The Effect of Fate on the Outcome of a Drama

1090 Words5 Pages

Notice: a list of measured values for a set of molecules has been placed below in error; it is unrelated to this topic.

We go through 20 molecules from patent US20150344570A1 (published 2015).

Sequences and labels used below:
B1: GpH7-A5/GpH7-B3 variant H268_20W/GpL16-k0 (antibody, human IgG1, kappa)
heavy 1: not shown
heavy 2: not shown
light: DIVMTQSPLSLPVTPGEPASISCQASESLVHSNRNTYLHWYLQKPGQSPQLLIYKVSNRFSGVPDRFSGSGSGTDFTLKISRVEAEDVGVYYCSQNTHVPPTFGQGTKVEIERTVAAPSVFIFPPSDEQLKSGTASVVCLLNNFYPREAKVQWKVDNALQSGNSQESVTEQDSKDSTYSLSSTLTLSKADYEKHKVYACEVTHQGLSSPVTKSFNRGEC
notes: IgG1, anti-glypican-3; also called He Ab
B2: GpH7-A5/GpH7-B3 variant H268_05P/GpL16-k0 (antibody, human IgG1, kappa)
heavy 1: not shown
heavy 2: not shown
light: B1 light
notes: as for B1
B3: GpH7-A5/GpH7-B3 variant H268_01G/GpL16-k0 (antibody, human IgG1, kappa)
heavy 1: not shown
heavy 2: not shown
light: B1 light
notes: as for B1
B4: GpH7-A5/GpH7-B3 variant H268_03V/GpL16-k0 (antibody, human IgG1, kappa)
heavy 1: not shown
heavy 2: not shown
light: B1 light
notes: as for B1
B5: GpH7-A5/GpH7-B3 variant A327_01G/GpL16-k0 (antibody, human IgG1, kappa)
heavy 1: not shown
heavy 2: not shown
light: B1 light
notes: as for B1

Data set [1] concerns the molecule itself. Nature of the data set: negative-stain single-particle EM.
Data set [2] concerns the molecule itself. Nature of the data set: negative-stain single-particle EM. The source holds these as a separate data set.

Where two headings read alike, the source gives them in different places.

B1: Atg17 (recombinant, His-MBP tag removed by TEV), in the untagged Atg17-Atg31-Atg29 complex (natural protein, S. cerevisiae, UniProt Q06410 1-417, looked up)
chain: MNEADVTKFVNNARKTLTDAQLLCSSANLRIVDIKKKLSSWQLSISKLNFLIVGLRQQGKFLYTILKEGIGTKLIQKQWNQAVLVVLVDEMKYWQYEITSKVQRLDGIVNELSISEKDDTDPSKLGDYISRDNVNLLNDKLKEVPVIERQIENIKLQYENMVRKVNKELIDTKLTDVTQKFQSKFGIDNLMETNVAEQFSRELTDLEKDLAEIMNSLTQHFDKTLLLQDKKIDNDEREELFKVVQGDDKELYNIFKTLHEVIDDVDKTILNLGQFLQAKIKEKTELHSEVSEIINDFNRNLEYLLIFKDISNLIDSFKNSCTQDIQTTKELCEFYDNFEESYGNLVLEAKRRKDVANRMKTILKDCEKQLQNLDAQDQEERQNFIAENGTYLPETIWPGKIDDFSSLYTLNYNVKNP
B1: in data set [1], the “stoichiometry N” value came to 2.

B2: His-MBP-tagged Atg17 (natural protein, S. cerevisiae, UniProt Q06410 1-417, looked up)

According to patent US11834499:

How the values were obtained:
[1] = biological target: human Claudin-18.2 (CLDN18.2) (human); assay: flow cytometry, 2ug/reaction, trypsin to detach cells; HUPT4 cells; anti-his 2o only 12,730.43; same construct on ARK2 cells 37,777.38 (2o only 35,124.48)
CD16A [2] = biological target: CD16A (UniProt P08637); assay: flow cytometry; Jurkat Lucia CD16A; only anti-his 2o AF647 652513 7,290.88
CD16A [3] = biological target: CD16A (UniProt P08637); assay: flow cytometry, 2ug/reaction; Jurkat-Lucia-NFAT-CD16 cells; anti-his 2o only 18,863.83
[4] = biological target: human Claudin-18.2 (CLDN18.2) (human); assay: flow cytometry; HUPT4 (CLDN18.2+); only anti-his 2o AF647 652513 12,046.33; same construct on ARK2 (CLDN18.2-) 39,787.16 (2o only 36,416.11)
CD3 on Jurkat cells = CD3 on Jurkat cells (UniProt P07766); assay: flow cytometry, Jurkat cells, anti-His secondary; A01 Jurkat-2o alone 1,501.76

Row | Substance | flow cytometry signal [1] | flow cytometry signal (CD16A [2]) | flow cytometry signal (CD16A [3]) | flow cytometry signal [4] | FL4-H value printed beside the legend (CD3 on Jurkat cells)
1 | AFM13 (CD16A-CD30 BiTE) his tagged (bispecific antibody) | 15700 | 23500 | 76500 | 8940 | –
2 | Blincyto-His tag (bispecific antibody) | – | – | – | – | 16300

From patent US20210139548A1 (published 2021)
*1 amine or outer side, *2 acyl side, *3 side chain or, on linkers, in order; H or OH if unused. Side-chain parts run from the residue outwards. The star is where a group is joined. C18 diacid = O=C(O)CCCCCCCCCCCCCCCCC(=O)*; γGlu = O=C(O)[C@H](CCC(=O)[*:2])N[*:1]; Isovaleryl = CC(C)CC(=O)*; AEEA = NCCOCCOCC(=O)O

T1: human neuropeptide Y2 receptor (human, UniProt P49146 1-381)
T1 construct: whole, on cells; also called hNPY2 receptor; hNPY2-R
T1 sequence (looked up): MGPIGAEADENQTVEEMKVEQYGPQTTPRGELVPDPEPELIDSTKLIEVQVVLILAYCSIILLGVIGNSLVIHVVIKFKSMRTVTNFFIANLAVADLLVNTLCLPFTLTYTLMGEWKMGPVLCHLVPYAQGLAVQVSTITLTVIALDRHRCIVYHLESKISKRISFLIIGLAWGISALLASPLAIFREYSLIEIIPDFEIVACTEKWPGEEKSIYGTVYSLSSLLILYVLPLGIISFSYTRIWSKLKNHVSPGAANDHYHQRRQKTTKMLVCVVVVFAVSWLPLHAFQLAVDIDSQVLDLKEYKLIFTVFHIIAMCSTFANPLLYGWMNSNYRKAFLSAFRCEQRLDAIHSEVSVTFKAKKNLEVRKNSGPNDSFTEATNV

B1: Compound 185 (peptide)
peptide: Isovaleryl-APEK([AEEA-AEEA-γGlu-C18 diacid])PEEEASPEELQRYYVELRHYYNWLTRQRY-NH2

Every day, humans wonder whether they control the choices they make or if a greater force controls them. From the first page of Shakespeare’s romantic drama, The Most Excellent and Lamentable Tragedy of Romeo and Juliet, fate is out to get the players. This deplorable catastrophe is set in Verona, Italy, where two feuding households war with each other. Romeo and Juliet, children of the fighting heads of the households, secretly wed each other and eventually kill themselves because society declares the couple cannot be together. Most individuals like to attribute blame on people when bad occurrences happen. Even though most people blame personal responsibility, they do so because they cannot control the actions of fate. Humans accuse others solely because they wish to completely disregard the impact fate has on the tragic outcome. In fact, circumstance alone is the reason Romeo and Juliet suffer a tragic ending. Since before the birth of Romeo and Juliet, fate knows of the impending doom approaching and affects the turn of events to ensure the ‘correct’ outcome. Even Romeo knows that he is doomed to some “consequence yet hanging in the stars” (Shakespeare I.iv.114). He begins to recognize that he is a pawn in this play and has no real affect on the outcome due to this supernatural feeling. Chance has control over this play’s course and does not relinquish its grip until the end. Later in the play, Romeo and Tybalt battle and the latter dies, causing the foolish Romeo to be banished to Mantua. The young man realizes that “[he is] Fortune’s fool!” (III.i.142). The gallant lover is now sure of fate’s plan to make an example of him. Chance avoids the boy’s pitiful attempt to escape with Juliet by “seal[ing] up the doors [of Friar Joh... ... middle of paper ... ... Michael. “Suicide.” Internet Shakespeare Editions. University of Victoria. 4 Jan. 2011. Web. 14 Jan. 2012. <>. “Elizabethan Women.” William Shakespeare Info. 2005. Web. 14 Jan. 2012. <>. Lehmann, Courtney. Screen Adaptations: Shakespeare’s Romeo and Juliet: The Relationship Between Text and Film. London: Methuen Drama, 2010. Web. Marlowe, Christopher. “Hero and Leander: A Poem”. Poetry Foundation. Poetry Foundation. 2011. Web. 15 Jan. 2012. . Risen, Jane L. “Why People are Reluctant to Tempt Fate.” Journal of Personality and Social Psychology Vol. 95.2 (August 2008): 293-307. Web. 3 Jan. 2012.>. Shakespeare, William. The Strange and Lamentable Tragedy of Romeo and Juliet. New York: Simon & Schuster, 2009. Print.
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